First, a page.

By 2025, NASA is planning to send humans on a historic trip to Mars. Yes, they will boldly go where no man has gone before—but what will they eat? Popular Science recently interviewed NASA food scientist Vickie Kloeris about her quest to create space meals that are healthy, long-lasting, and—dare we say it—tasty?

Kloeris’s biggest challenge is creating food that is appetizing and can last for months outside a refrigerator. While some people picture Mars's first settlers eating fresh vegetables harvested from hydroponic greenhouses, the residents will likely be snacking on food that will have been delivered to Mars five to seven years before their arrival. And they may have plenty of options. Kloeris and her contemporaries currently provide 200 different food and beverage choices for astronauts at the International Space Station.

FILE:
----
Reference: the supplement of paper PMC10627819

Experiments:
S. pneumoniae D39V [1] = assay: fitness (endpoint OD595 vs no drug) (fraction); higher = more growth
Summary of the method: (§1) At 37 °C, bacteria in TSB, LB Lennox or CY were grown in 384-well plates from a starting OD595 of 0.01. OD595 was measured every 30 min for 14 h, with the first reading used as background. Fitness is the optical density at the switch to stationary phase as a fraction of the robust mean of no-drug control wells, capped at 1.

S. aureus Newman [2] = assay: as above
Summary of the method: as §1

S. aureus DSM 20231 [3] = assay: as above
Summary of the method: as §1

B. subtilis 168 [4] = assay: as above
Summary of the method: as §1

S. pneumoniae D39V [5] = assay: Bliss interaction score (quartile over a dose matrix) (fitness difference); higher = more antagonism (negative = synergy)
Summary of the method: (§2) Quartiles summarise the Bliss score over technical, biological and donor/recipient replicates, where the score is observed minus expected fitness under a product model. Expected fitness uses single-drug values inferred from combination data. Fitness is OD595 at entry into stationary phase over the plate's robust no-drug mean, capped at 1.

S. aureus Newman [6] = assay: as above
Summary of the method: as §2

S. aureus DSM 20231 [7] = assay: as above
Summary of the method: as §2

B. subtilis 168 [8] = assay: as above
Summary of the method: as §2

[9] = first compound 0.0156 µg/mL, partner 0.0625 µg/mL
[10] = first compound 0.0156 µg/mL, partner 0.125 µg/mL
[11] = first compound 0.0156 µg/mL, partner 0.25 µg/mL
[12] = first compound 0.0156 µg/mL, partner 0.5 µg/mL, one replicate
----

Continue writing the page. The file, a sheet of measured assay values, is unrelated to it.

There are also concerns over how the meals’ nutritional content will decay over time. Scientists are tackling this challenge by studying the foods' shelf life to see how many nutrients survive. They’re also experimenting with fortifying the foods and looking into new ways to process and sterilize them so they’ll preserve more nutrients from the start.

Of course, there are still other issues at play. Researchers don’t know how deep space radiation affects food, and there’s no way to test this without leaving Earth’s atmosphere. And even though space dwellers might be able to grow some produce in an LED light-outfitted box, that is not going to yield them enough nutritionally-dense veggies to impact their diets. Meanwhile, it's unlikely that innovations like 3D-printing or insect food products will impact the way astronauts dine. 

However much work it takes, Kloeris says she hopes to make sure that space voyagers like what they’re eating. “Food is one of the few creature comforts that the astronauts have, so the food has become really important from a psychological perspective,” she says. 

[h/t Popular Science]